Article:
Natural Womanhood was the first outlet to break the stories of Alexandra’s and Cheyenne’s health complications from birth control. So it should not be a surprise that we remain at the forefront of encouraging greater awareness of FABM in medicine. We published a profile of an OBGYN who added FABM to her practice and an OBGYN physician assistant’s article on how charting is better for avoiding pregnancy than the Pill—even when you have a medical necessity to avoid pregnancy. In addition, we continue to equip readers to broach the topic with their less informed doctors

Furthering our mission of improving women’s health, we published articles identifying how charting with fertility awareness methods can inform women’s fitness decisions, sleep health, and even Type 1 diabetes treatment plans. We offered clarity into how women can improve PMS symptoms through particular supplements and exercise; reminders of how menstruation is healthy for women; and how fertility awareness charting is better for irregular periods than birth control. We also shared how FABM assist women when it comes to improving mental health, from mood swings, to stress effects and self-care.

We talked about how we can better get ahead of doctors prescribing the Pill by educating our kids about FABM in the home and in schools. We shared articles combatting myths about teaching FABM to teens and equipping readers with new educational models such as Guiding Star’s Cycle Show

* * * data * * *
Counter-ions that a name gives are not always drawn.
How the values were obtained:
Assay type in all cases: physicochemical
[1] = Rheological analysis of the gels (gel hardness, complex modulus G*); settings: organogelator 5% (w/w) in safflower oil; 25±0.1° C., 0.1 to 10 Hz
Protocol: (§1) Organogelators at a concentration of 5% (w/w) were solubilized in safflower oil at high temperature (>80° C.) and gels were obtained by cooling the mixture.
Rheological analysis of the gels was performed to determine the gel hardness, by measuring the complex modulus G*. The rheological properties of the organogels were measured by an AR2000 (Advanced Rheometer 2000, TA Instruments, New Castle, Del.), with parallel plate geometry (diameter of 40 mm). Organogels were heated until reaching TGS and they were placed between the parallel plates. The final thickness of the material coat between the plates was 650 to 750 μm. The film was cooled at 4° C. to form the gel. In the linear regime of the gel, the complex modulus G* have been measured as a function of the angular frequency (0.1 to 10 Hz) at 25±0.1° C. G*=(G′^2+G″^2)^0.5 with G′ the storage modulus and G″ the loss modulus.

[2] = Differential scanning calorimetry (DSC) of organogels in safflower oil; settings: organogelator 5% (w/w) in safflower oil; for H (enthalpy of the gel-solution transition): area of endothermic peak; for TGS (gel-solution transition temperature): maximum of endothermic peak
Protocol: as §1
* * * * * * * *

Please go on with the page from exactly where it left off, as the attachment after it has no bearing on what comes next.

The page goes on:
The content at Natural Womanhood also provided clarity for even seasoned FABM supporters. We answered your questions about charting your cycle in perimenopause and the postpartum period, including information on the newest technologies that can assist with postpartum charting

For those who are considering charting but don’t know where to start, we offered answers to questions such as: Can you chart while on the Pill? And how do you best transition from the Pill to FABM? We also covered how the popularity of charting apps shows women’s desires for more information about their cycles, what to know before using an app, and how having an instructor will help any app-user reach the highest effectiveness rates. 

We recently received this comment from a reader: 

“Thank you so much for what you do. I’ve used your website multiple times while I transitioned off birth control and have been using fertility awareness methods. The work you do is so important and can change the quality of so many women’s lives.” 

This is why we do what we do.

It’s stunning how much ground we covered in just a year. Now is a crucial time to keep building momentum. If you appreciate the work we do, can you sign up now to make a recurring donation to help us through the year ahead? Or can you make an end-of-year donation to set us up for a strong start? It’s thanks to your support that we’ve made it this far, and we rely on your support to further our work. 

So let’s cheers to what we’ve accomplished in 2019. And let’s start 2020 with fresh vigor. Here’s to a fruitful new year.

Posted by Mary Rose Somarriba, Editor Mary Rose Somarriba